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Hearing loss screening not universal yet
By Anita Manning, USA TODAY

Nearly 70% of American babies undergo routine testing to detect hearing loss, a dramatic increase from 1999 when only 25% of the nation's newborns received such testing, says a report being released Tuesday.

But it's only a small gain from 2001, when states reported testing 65% of babies in hospitals, says the National Campaign for Hearing Health, which compiles data on hearing screening in 50 states and the District of Columbia for its annual report.

The organization says more than 12,000 babies are born each year with a hearing impairment, including about 4,000 who are deaf.

If detected in the first weeks of life, says Louis Cooper, president of the American Academy of Pediatrics, new amplification and audiology devices and training can allow children to develop speech and language skills "at a pace comparable to hearing children."

There are "critical phases in learning development" in infancy, says Cooper, a professor of pediatrics at Columbia University. "The goal is to have children detected and in intervention programs before age 6 months. If you do that, you have kids whose language development matches that of their hearing counterparts."

The tests are painless and cost about $20-$30, per child, he says. One version measures brain activity in response to sound and another measures response within the ear. Insurance coverage varies from state to state and among insurance providers.

It's important to screen before babies leave the hospital, Cooper says, "because it's the last guaranteed shot we have at those babies, and it's such an efficient, inexpensive and controllable way to do it." Once they go home, he says, it becomes harder to diagnose hearing loss. "Parents deny it, doctors deny it and many babies are visually alert, so they pick up cues," making it harder to know they can't hear.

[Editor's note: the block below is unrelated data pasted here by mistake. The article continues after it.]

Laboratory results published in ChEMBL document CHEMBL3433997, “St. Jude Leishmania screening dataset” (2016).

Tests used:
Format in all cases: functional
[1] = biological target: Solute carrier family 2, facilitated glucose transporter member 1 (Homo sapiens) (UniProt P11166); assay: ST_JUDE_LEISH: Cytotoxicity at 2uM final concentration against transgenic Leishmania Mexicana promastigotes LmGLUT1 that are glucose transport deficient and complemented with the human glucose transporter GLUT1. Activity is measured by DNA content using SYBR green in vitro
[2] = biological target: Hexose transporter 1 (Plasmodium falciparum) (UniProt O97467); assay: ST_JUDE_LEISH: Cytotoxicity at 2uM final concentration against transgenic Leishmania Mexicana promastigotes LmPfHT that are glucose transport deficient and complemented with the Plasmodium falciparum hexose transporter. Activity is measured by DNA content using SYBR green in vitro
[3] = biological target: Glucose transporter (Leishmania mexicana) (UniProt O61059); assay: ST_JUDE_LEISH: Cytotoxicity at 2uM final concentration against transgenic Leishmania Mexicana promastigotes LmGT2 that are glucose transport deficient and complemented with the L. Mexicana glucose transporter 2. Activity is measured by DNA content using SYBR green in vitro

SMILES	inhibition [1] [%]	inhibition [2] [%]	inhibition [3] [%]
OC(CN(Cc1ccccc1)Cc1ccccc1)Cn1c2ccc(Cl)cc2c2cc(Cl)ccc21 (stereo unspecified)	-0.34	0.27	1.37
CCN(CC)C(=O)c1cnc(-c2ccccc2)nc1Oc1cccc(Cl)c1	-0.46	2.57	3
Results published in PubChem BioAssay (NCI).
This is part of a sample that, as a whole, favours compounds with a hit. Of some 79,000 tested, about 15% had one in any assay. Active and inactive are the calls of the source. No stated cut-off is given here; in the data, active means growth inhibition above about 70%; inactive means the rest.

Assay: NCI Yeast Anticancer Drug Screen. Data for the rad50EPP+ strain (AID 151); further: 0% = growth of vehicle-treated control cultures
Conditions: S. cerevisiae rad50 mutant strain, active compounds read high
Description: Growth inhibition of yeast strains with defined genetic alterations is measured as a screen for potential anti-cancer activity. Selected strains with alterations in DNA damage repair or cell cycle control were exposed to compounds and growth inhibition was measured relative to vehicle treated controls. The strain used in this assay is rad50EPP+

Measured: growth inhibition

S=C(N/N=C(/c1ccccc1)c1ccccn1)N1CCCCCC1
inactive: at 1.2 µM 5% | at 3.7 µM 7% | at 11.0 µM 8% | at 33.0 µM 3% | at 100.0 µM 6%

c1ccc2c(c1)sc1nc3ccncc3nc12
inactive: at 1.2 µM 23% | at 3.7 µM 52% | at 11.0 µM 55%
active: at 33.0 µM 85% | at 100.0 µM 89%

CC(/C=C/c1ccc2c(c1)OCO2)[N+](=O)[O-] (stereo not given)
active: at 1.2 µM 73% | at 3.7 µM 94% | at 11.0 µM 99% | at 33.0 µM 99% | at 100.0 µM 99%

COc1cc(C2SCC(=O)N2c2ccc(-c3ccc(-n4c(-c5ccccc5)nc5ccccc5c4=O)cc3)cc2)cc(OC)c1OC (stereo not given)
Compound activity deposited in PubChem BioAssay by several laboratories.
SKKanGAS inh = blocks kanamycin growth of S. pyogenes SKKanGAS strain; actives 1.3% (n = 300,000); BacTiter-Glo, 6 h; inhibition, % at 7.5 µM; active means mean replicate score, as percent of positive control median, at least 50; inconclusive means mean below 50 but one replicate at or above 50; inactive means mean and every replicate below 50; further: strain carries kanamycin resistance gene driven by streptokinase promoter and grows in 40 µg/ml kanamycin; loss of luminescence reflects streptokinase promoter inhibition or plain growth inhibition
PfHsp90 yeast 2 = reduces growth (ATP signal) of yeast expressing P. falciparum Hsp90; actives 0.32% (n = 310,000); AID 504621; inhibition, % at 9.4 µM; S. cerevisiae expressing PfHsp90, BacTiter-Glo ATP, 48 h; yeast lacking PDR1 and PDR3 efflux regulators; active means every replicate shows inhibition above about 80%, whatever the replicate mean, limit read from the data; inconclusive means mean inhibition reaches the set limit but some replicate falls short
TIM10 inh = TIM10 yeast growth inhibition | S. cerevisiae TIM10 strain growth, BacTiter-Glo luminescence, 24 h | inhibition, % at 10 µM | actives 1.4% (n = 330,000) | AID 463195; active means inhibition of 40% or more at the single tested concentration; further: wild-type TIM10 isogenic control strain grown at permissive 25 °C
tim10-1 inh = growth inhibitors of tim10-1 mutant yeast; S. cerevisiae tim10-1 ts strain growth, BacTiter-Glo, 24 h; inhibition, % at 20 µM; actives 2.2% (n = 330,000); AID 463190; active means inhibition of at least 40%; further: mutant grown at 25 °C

Hearing advocates fear momentum is stalling.

"The new data is not very encouraging, especially because the 2003 presidential budget eliminated funds for infant hearing screening programs," says Elizabeth Thorp, director of the National Campaign for Hearing Health. "We want to reach new and expectant parents and grandparents across the country and educate them on the need for mandatory infant hearing screening."

Thorp's group gave "excellent" ratings to 14 states where more than 95% of babies receive hearing screening and where there are statewide screening programs. "Unsatisfactory" ratings were given to six states — California, Missouri, New York, Ohio, Vermont and Washington — where fewer than 44% of infants are screened, the report says.

The data show major changes in some states between 2001 and 2002. When one or two maternity hospitals in less populous states start screening babies, the statewide percentage can jump overnight, says Karl White of the National Center for Hearing Assessment and Management at Utah State University, who compiled the ratings.

Dramatic drops in percentages reflect poor data-management systems that resulted in overestimates last year, he says. Missouri, for instance, shows a drop in testing from 39% in 2001 to 20% this year. "It's just that they're reporting more accurately now," White says.

This partly explains the modest increase in the national percentage of babies screened, Thorp says, along with "the fact that some larger states, like California and New York, which have such a huge number of births, are not making any gains."

To see the full state-by-state report:

© 2002, USA Today


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